Flooring, walls, and beds are often the focus of bedroom updates, but the most important element of bedroom design may be lighting. Light is one of the major factors that enable high-quality sleep, so it’s essential that you make smart lighting a part of your bedroom design.

The Effect of Light on Sleep

If you’re not sleeping well, think about lighting before buying a new mattress online. It has a bigger effect on your sleeping habits than you may think. Your body’s internal clock relies on circadian rhythms. These rhythms rely on cues to tell you what time of day it is and whether you should be sleeping or awake and alert.

Sunlight is one of the most powerful cues, so when it’s light outside, you get the signal that it’s daytime and time to be awake. But there’s a problem: artificial light.

When we use artificial light to see at night, it sends confusing signals to your brain. Although you know that it’s nighttime, artificial light is a signal that tells your brain it’s daytime — alert time — even when it’s time for you to go to sleep.

Bright overhead lights, screens on TVs, laptops, and mobile devices can make you feel less sleepy, leading to nights of tossing and turning. Overhead lights can be too bright, and high efficiency bulbs tend to make you feel more awake. Blue wave light can be especially troublesome, as research indicates this type of light is particularly energizing. It can suppress the release of hormones that you make you feel sleepy for three hours.

Lighting Design for Good Sleep

Use natural light as much as possible in bedrooms. Large windows can provide natural light during the day with window coverings open. At night, use blackout curtains to block out artificial light pollution so you can sleep comfortably in the dark.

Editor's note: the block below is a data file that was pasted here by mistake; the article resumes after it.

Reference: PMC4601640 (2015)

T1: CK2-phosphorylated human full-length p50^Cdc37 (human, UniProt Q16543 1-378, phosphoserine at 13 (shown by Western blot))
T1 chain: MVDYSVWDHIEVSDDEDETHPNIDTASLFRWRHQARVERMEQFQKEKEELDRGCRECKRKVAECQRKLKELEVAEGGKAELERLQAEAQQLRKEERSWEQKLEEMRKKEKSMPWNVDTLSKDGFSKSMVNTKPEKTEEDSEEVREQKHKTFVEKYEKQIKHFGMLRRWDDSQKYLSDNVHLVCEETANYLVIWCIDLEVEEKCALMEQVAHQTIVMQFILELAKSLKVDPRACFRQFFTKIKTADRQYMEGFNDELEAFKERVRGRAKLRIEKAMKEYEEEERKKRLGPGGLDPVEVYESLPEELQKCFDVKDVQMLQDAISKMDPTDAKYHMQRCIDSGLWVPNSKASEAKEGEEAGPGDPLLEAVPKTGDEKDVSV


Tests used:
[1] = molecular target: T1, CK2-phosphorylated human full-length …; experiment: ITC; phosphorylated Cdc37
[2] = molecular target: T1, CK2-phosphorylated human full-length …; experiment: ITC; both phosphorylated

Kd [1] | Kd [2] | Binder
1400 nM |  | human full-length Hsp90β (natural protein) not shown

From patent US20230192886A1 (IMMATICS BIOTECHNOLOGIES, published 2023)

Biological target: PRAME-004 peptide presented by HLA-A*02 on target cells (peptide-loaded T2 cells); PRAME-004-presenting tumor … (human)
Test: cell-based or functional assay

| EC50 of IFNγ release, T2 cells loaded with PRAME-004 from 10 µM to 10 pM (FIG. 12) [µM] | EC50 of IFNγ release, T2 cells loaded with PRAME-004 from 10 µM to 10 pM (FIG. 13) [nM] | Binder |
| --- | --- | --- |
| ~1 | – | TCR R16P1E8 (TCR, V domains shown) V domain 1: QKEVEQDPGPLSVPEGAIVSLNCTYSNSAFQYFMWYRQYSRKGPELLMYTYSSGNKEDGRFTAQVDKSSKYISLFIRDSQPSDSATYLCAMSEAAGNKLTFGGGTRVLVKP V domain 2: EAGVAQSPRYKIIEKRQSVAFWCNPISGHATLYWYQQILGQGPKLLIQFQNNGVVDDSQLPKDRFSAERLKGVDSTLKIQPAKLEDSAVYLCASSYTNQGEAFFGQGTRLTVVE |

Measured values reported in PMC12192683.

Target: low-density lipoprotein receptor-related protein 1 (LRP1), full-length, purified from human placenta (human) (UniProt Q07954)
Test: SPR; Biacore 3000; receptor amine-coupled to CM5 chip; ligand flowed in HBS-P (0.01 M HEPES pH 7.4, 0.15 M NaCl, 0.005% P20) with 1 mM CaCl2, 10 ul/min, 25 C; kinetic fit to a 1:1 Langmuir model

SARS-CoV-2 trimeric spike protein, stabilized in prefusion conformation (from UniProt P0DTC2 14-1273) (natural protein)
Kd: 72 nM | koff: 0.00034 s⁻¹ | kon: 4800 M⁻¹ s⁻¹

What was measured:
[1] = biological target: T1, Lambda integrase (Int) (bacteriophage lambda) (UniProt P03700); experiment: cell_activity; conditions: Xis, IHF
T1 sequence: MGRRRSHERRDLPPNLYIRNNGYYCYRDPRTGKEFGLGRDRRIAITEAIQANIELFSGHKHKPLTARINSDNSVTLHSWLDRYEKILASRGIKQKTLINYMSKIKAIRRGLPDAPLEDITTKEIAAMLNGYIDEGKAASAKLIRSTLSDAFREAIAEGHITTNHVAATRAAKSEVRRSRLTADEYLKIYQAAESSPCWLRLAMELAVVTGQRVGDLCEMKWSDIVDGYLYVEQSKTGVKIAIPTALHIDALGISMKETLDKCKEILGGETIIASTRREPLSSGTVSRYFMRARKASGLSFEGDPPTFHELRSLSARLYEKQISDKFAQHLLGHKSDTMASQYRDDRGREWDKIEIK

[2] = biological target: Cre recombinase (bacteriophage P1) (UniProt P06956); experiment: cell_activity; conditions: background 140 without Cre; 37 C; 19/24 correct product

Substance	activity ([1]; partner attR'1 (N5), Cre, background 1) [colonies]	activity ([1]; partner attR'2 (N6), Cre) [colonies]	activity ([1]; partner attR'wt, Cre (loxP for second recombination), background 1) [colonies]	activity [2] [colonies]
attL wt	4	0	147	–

Design lighting at a lower level in the bedroom. Overhead lighting can be too harsh and jarring. Incandescent lamps are a good fit for the bedroom because they don’t have blue wave light, and they don’t shine right in your eyes at night. Consider going even lower, adding soft low-level lighting at or near the floor.

Use red night lights to get around in the dark. If you need some light to get out of bed at night, red lights are the best choice. This shade of light has the least effect on circadian rhythm.

Keep screens out of your bedroom. The blue wavelength light emitted from screens including TVs, laptops, and mobile devices delays the onset of sleep. Don’t keep your computer or TV in your bedroom, and make it a rule to stop using mobile devices and other screens at least one hour before bedtime.

Don’t use bright lights before bed. Direct bright light exposure before bed can be confusing for your circadian rhythm. Use a dimmer or avoid turning on bright overhead lights.

Pay attention to light intensity. Higher light levels, measured in lux, can suppress melatonin, the hormone that helps the body process the signal of darkness. Look for light bulbs that have lower lux levels for your bedroom and any hallways or areas connected to your bedroom, such as your master bath.

Ellie Porter
Managing Editor | SleepHelp.org
ellie@sleephelp.org

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